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Clinical Investigations: COPD |

A Comparison of the Level of Dyspnea vs Disease Severity in Indicating the Health-Related Quality of Life of Patients With COPD* FREE TO VIEW

Takashi Hajiro, MD; Koichi Nishimura, MD; Mitsuhiro Tsukino, MD; Akihiko Ikeda, MD; Toru Oga, MD; Takateru Izumi, MD, FCCP
Author and Funding Information

*From the Department of Respiratory Medicine, Graduate School of Medicine, Kyoto University, Kyoto, Japan.

Correspondence to: Takashi Hajiro, MD, Department of Respiratory Medicine, Graduate School of Medicine, Kyoto University, 53 Kawahara, Shogoin, Sakyo, Kyoto, 606-8507, Japan; e-mail: hajiro@kuhp.kyoto-u.ac.jp



Chest. 1999;116(6):1632-1637. doi:10.1378/chest.116.6.1632
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Published online

Study objectives: To compare categorizations of the level of dyspnea with the staging of disease severity as defined by the FEV1 in representing how the health-related quality of life (HRQOL) is distributed in patients with COPD.

Design: Cross-sectional study.

Setting: Outpatient clinic at the respiratory department of a university hospital.

Patients: A total of 194 consecutive male patients with stable, mild-to-severe COPD.

Measurements: The score distributions for the components of the St. George’s respiratory questionnaire (SGRQ) were used as disease-specific HRQOL measures, and the scores from the Medical Outcomes Study Short Form 36-item questionnaire (SF-36) were used as generic HRQOL measures. These scores were stratified according to the level of dyspnea, as defined by the Medical Research Council (MRC) dyspnea scale, and the stage of disease severity, as defined by the American Thoracic Society (ATS). Differences in the HRQOL scores among the subgroups were compared by an analysis of variance (ANOVA). Multiple pairwise comparisons were made with Fisher’s least significant difference (LSD) method, with the overall α-level set at 0.05.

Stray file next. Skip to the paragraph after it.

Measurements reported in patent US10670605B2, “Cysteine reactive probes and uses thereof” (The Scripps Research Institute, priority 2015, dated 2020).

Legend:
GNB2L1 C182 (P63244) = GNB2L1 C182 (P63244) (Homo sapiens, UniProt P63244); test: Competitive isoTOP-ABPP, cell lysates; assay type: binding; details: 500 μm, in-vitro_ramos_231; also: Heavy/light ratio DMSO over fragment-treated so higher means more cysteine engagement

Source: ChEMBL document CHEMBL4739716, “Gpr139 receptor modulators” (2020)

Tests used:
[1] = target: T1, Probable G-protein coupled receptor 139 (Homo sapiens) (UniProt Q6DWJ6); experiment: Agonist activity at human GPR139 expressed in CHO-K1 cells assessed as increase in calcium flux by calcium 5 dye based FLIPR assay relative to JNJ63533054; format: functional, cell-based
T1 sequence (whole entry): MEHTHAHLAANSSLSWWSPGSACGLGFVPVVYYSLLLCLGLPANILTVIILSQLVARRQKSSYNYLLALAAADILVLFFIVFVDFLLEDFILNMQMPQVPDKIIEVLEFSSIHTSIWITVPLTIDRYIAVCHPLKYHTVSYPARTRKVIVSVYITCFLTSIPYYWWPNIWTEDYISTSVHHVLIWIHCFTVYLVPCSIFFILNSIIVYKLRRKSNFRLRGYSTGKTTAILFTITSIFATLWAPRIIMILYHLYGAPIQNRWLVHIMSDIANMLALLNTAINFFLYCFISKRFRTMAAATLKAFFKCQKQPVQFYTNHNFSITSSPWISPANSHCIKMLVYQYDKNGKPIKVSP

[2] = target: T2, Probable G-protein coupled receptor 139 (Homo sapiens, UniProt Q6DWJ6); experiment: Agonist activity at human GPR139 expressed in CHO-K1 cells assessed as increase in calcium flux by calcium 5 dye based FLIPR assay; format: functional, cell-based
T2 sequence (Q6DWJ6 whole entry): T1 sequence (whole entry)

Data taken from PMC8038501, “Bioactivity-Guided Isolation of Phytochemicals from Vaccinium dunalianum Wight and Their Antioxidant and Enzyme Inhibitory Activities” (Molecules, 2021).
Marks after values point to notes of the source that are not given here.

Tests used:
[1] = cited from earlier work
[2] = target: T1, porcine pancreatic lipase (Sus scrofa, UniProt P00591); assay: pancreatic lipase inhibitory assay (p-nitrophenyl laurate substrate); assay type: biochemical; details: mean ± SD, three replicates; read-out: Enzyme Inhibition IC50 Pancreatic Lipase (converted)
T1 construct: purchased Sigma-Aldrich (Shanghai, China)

Results: In those groups classified according to the level of dyspnea, significant differences were observed for the scores on the SGRQ and SF-36 (ANOVA, p < 0.05). The scores for activity and impact, and the total scores of the SGRQ and all scales, except for bodily pain and general health on the SF-36, were significantly worse for patients with severe dyspnea (MRC scale grades, 3, 4, and 5, respectively) than for those with moderate dyspnea (MRC grade level, 2; Fisher’s LSD method, p < 0.05). Significant differences were recognized among the different stages of disease severity with respect to the scores from all scales of the SF-36, except for bodily pain, and all scores from the SGRQ (ANOVA, p < 0.05). However, differences in the scores on the SGRQ and SF-36 between patients with ATS stage II disease (FEV1, 35 to 49% predicted) and stage III disease (FEV1, < 35% predicted) were not statistically significant.

Conclusions: Using the SGRQ and SF-36, the HRQOL of patients with COPD was more clearly separated by the level of dyspnea than by the ATS disease staging. In addition to the ATS disease staging, categorizations based on the level of dyspnea may be useful to clinicians in terms of the HRQOL of COPD patients.

Figures in this Article

The approach to COPD would be facilitated by a staging system that could categorize a heterogeneous population of patients.1 Generally, COPD is categorized by the degree of airflow limitation; the percentage of the predicted FEV1 is used mainly because the FEV1 is highly correlated with morbidity and mortality. The American Thoracic Society (ATS),,1the British Thoracic Society,2and the European Respiratory Society3 each have introduced a staging system with different cut-off points for FEV1 related to severity of disease. For example, the ATS guidelines proposed the following categorization for COPD: stage I, FEV1 50 to 79% of the predicted value; stage II, FEV1 35 to 49% of the predicted value; and stage III, FEV1< 35% of the predicted value.

From the point of view of patients, dyspnea is one of the major symptoms that impacts their quality of daily life.4 However, dyspnea varies considerably for the same degree of airflow limitation.5 From a clinical point of view, patients with COPD can be categorized into subgroups based on their level of dyspnea. For example, one could categorize patients into three levels, such as the following: no or little dyspnea, dyspnea on exertion, and dyspnea on any exertion or at rest.2 In other words, categorizing patients on the basis of their level of dyspnea may generate another classification of COPD. For example, there has been one report in which categorizations based on the level of dyspnea were introduced and used for evaluating the heterogeneity of the effects of pulmonary rehabilitation in patients with COPD.6